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Trigonometry question

  1. Nov 30, 2013 #1
    Hi, I have the following equation :


    I was able to solve it in a geometrical way(giving 6 solutions.) but I have no idea on how to solve it in a symbolic way...(which would take clearly less time to do ) Is there any way ?

    thank you
  2. jcsd
  3. Nov 30, 2013 #2


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    If you know how to apply the arcsine, sure.
  4. Nov 30, 2013 #3
    Could you develop please ?I know arcsine... ( btw, it's from 0 to 2pi for the solutions)
  5. Nov 30, 2013 #4


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    If sin(θ) = a, where -1 <= a <= 1; then

    arcsin(a) = θ, where θ is the principal angle
  6. Dec 1, 2013 #5


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    Do you happen to know an angle for which the sine is 1/√2?
  7. Dec 1, 2013 #6


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    The point you seem to be missing is that if you divide both sides by 2 you have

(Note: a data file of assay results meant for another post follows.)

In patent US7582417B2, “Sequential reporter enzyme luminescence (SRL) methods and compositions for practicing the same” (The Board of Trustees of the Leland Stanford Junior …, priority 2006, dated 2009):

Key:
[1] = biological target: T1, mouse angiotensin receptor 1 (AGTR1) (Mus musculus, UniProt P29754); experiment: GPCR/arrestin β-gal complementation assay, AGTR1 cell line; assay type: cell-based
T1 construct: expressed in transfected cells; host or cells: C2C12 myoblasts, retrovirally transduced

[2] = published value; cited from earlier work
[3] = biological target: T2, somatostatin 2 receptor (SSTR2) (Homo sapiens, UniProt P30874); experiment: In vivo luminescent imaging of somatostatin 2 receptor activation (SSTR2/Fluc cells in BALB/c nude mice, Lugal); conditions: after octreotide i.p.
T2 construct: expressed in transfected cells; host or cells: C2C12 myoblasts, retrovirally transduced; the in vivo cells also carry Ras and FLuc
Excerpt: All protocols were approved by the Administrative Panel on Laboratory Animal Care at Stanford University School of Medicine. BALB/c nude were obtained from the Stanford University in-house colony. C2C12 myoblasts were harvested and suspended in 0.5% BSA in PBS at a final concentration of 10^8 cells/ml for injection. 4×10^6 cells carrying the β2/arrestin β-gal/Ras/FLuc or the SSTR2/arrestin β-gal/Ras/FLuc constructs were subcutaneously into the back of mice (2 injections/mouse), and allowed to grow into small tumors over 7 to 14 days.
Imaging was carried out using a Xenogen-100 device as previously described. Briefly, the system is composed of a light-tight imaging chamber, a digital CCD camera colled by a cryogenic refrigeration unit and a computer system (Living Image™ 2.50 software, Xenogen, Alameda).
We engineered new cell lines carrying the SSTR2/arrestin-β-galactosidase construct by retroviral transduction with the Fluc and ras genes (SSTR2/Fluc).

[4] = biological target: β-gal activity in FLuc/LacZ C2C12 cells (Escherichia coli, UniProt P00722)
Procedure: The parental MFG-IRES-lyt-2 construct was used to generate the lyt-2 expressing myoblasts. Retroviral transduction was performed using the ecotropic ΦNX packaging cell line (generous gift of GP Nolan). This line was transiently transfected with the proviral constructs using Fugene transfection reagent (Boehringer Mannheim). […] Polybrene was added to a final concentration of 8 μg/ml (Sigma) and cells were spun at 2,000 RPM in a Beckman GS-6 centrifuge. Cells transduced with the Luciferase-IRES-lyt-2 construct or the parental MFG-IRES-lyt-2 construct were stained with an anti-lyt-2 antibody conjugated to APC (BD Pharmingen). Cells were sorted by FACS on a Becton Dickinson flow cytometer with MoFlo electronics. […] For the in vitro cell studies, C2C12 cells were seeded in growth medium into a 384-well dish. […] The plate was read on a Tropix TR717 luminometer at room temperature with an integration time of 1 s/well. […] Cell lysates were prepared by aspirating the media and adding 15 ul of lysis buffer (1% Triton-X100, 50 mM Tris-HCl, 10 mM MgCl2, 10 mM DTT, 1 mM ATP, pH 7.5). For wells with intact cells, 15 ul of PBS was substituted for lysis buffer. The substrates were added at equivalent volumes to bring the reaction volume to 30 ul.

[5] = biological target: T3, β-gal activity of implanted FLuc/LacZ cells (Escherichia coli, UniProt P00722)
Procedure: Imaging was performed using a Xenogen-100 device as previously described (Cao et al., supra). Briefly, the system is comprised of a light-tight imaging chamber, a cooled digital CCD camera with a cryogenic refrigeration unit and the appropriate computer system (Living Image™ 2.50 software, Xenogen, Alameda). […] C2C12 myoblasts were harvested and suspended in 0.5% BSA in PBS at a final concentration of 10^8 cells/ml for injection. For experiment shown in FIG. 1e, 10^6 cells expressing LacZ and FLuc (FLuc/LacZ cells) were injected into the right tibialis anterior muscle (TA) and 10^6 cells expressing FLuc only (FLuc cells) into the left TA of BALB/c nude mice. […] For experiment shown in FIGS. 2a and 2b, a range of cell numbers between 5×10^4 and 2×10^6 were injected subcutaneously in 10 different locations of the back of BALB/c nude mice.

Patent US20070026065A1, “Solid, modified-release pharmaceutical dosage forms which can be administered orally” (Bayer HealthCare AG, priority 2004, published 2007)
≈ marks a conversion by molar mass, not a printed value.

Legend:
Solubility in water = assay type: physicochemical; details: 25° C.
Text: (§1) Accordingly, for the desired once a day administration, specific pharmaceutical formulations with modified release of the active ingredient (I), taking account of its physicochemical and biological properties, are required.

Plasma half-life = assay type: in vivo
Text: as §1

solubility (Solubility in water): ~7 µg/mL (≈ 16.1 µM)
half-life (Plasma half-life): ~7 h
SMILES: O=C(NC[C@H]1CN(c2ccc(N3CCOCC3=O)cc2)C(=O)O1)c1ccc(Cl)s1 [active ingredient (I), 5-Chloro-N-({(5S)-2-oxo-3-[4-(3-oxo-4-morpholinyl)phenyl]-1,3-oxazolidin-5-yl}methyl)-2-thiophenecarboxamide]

[tex]sin(3a)= \frac{\sqrt{2}}{2}= \frac{1}{\sqrt{2}}[/tex]
    (hence haruspex's question)

    Perhaps it would make more sense as "solve [itex]sin(\theta)= \sqrt{2}/2[/itex] for [itex]\theta[/itex]". Of course once you have found [itex]\theta[/itex], solve [itex]3a= \theta[/itex].

    (In order to find all a between 0 and [itex]2\pi[/itex], you may want to find all [itex]\theta= 3a[/itex] between 0 and [itex]6\pi[/itex].)
  8. Dec 1, 2013 #7


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    There is a way that always works: if you can write the right hand side (##\tfrac{1}{\sqrt{2}}## in this case) as sin(b), then your equation is of the form

    sin(3a) = sin(b)

    and the general solution is

    $$3a = b + 2 \pi k, \text{ or } 3a = \pi - b + 2 \pi k$$

    for all ##k = 0, 1, -1, 2, -2, 3, -3, \ldots##.

    Similarly the general solution for cos(x) = cos(y) is

    $$x = y + 2 \pi k, \text{ or } x = - y + 2 \pi k$$

    (the only difference being the ##\pi## in the second branch).
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